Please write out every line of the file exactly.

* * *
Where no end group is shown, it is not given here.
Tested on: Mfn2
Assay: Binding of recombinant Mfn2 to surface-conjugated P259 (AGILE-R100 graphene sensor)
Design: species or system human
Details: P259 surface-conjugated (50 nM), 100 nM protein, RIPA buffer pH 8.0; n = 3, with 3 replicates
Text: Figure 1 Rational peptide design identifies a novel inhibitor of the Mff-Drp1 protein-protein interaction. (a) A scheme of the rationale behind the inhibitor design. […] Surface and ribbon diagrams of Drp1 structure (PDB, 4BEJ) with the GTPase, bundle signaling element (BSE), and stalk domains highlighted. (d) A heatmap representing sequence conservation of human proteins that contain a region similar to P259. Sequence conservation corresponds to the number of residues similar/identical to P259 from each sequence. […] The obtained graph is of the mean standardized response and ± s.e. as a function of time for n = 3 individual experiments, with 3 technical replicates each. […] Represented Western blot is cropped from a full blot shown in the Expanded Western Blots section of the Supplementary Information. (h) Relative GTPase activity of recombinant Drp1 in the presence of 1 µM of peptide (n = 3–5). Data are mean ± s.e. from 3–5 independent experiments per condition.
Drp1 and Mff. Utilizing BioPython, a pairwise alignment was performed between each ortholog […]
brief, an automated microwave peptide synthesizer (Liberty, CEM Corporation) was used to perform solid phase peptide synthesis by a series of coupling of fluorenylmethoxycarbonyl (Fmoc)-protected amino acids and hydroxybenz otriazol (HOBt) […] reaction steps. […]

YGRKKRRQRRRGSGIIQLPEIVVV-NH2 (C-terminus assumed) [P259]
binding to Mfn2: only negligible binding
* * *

Where no end group is shown, it is not given here.
Tested on: Mfn2
Assay: Binding of recombinant Mfn2 to surface-conjugated P259 (AGILE-R100 graphene sensor)
Design: species or system human
Details: P259 surface-conjugated (50 nM), 100 nM protein, RIPA buffer pH 8.0; n = 3, with 3 replicates
Text: Figure 1 Rational peptide design identifies a novel inhibitor of the Mff-Drp1 protein-protein interaction. (a) A scheme of the rationale behind the inhibitor design. […] Surface and ribbon diagrams of Drp1 structure (PDB, 4BEJ) with the GTPase, bundle signaling element (BSE), and stalk domains highlighted. (d) A heatmap representing sequence conservation of human proteins that contain a region similar to P259. Sequence conservation corresponds to the number of residues similar/identical to P259 from each sequence. […] The obtained graph is of the mean standardized response and ± s.e. as a function of time for n = 3 individual experiments, with 3 technical replicates each. […] Represented Western blot is cropped from a full blot shown in the Expanded Western Blots section of the Supplementary Information. (h) Relative GTPase activity of recombinant Drp1 in the presence of 1 µM of peptide (n = 3–5). Data are mean ± s.e. from 3–5 independent experiments per condition.
Drp1 and Mff. Utilizing BioPython, a pairwise alignment was performed between each ortholog […]
brief, an automated microwave peptide synthesizer (Liberty, CEM Corporation) was used to perform solid phase peptide synthesis by a series of coupling of fluorenylmethoxycarbonyl (Fmoc)-protected amino acids and hydroxybenz otriazol (HOBt) […] reaction steps. […]

YGRKKRRQRRRGSGIIQLPEIVVV-NH2 (C-terminus assumed) [P259]
binding to Mfn2: only negligible binding